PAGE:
U.S. Magistrate Clifton L. Corker on Thursday denied pretrial release for a convicted violent felon indicted for trading heroin for firearms purchased in Cocke, Hamblen and Sevier counties, and it didn’t appear to be a very close call, according to court documents.
Charles Koerner, 40, was once sentenced to 20 years in prison for kidnapping, robbery and escape. Two firearms he obtained in East Tennessee and sold to customers in New Jersey have been linked to attempted murders there, according to Corker’s detention order.
A federal grand jury indicted Koerner for arms trafficking and illegal possession of firearms, but he’s also facing cocaine charges in Cocke County Criminal Court. He was holding 10 bags of cocaine and $4,000 in cash when he was arrested in June 2017, according to the federal magistrate.
“Thus, it appears he is involved in both firearms sales and drug distribution during the same time period – a combination that poses a real danger to the community by any standard,” Corker’s order states.
A federal prosecutor further alleged that Koerner, who has a history of missing court dates, threatened to shoot one of his codefendants – either Newport resident Zachary Strom or Aaron Turner, both 27 – when he learned he was the target of a criminal investigation, according to Corker.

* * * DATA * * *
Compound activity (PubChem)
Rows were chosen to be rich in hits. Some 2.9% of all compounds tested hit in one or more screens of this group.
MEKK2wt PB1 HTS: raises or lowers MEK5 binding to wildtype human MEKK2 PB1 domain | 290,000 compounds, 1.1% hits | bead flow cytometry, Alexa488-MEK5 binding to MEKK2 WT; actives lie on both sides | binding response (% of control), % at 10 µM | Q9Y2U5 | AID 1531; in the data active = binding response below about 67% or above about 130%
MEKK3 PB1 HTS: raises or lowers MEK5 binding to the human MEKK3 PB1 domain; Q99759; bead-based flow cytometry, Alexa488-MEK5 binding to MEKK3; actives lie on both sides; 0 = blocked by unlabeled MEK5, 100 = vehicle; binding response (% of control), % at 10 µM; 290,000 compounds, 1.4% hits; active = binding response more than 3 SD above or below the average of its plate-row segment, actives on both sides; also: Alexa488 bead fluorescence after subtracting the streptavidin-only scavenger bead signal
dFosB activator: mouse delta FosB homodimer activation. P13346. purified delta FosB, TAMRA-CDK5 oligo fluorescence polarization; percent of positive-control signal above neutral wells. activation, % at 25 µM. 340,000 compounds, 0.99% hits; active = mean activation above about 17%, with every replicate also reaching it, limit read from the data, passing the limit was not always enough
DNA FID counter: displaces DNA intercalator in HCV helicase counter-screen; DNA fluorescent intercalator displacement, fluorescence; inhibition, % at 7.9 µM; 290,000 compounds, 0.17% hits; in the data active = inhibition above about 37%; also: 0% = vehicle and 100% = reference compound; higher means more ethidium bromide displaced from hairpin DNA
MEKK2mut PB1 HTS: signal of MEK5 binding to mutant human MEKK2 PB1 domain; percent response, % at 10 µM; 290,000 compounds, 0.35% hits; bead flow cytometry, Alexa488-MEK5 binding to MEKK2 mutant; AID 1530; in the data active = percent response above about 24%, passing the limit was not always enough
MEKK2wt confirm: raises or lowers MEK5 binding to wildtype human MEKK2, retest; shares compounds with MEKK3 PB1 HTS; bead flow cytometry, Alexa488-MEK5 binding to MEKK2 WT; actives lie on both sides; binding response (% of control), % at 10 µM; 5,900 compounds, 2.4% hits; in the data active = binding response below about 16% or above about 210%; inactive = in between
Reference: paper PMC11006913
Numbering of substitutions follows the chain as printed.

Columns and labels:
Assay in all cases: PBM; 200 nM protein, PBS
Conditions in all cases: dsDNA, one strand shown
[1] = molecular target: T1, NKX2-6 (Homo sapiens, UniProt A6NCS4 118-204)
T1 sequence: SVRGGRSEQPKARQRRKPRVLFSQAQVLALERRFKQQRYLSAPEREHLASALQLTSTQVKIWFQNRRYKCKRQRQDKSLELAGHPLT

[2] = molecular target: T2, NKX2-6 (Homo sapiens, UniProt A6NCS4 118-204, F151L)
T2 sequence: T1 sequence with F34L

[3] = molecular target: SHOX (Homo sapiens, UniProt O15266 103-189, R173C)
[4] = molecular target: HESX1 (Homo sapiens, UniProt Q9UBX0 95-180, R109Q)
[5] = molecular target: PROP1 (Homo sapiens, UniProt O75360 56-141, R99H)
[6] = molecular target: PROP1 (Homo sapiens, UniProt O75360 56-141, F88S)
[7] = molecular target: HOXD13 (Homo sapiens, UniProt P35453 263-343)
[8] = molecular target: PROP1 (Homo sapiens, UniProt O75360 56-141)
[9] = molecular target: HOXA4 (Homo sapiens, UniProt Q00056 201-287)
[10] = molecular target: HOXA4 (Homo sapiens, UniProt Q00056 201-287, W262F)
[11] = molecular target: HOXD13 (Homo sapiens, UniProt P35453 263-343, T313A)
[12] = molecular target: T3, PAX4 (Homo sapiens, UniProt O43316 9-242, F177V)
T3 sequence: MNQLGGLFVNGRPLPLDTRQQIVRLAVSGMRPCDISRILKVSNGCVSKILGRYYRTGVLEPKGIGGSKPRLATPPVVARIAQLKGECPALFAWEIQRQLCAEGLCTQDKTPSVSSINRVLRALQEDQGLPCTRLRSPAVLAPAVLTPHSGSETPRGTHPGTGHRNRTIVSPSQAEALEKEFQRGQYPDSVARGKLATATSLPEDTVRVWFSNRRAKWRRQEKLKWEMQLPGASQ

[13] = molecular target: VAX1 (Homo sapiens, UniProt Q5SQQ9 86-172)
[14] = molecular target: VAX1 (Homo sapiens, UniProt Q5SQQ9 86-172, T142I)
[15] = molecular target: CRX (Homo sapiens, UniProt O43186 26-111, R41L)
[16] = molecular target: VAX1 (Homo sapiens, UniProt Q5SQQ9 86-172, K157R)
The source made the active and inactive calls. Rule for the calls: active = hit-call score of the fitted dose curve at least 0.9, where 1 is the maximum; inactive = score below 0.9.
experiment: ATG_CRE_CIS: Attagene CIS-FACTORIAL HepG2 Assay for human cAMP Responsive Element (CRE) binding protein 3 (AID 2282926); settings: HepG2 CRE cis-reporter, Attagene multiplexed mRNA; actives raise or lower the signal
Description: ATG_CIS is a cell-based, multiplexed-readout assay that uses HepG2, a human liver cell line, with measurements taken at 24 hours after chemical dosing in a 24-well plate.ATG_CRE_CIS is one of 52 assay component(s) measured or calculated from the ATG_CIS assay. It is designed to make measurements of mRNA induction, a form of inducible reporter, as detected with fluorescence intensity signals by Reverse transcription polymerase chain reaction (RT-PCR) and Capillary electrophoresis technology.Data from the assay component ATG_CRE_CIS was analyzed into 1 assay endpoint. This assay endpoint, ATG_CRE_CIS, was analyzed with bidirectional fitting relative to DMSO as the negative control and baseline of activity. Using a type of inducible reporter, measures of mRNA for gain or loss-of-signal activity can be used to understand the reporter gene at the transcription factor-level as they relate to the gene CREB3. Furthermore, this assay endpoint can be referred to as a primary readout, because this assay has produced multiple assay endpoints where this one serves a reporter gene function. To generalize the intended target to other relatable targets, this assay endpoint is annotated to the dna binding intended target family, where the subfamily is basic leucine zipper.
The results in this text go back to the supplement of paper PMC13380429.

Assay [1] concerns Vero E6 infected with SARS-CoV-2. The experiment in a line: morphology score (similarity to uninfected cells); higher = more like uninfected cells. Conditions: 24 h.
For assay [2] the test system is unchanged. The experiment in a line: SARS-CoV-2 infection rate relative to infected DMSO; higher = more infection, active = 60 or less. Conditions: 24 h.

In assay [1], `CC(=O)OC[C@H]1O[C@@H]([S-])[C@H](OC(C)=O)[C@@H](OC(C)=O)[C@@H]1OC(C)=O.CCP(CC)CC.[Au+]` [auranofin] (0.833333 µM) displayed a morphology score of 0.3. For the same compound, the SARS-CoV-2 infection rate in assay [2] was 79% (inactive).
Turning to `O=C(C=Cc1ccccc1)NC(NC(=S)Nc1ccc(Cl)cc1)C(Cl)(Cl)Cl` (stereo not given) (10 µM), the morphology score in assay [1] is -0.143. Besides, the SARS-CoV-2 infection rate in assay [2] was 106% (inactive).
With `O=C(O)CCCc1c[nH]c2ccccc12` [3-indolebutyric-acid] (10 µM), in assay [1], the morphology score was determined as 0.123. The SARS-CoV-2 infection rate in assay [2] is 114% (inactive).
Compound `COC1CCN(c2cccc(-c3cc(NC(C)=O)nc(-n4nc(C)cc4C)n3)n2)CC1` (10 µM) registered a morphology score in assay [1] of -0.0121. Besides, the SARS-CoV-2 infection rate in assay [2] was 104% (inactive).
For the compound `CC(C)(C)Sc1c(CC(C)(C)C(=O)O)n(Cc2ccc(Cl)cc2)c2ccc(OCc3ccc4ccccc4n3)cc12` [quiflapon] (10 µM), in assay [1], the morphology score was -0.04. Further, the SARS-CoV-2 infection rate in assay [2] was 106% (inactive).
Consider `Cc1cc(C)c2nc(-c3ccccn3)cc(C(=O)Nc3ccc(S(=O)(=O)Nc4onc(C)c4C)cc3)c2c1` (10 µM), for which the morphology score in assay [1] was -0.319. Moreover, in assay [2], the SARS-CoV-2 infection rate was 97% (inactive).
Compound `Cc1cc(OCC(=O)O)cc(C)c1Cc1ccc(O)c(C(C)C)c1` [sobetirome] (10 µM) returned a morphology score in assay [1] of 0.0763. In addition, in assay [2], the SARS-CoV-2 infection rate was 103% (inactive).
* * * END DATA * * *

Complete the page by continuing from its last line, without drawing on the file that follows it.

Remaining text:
Koerner’s connection to New Jersey remains unclear. When he was arrested on the cocaine charge, he gave the Newport address of his girlfriend and codefendant, 38-year-old Kizzy Jackson. Koerner sought to postpone Thursday’s detention hearing because Jackson could not attend the hearing, and she was expected to vouch for him.
The most favorable testimony from Jackson would not have helped.
“Her credibility would not be an issue because the court could not have considered her as a third-party custody,” Corker’s order states.
Koerner represented that if he were allowed pretrial release to his girlfriend’s residence, he could secure employment at Taco Bell, according to the order.
In another federal prosecution that originated in Cocke County, Joshua Burgin, who earlier pleaded guilty to being a convicted felon in possession of a firearm in connection with a luckless hunting trip in November 2016, was sentenced to two years in federal prison.
Burgin, 37, was loaded for bear and the dog that was running in front of him had one treed when two wildlife officers, who were on routine patrol in rural Cocke County, paused to view the hunting drama playing out before their eyes, according to a factual basis of the crime.
When Burgin arrived in a pickup, he took a high-powered rifle from a large toolbox. A wildlife officer recognized Burgin and knew he was a convicted felon who could not legally possess firearms or ammunition, according to the court document.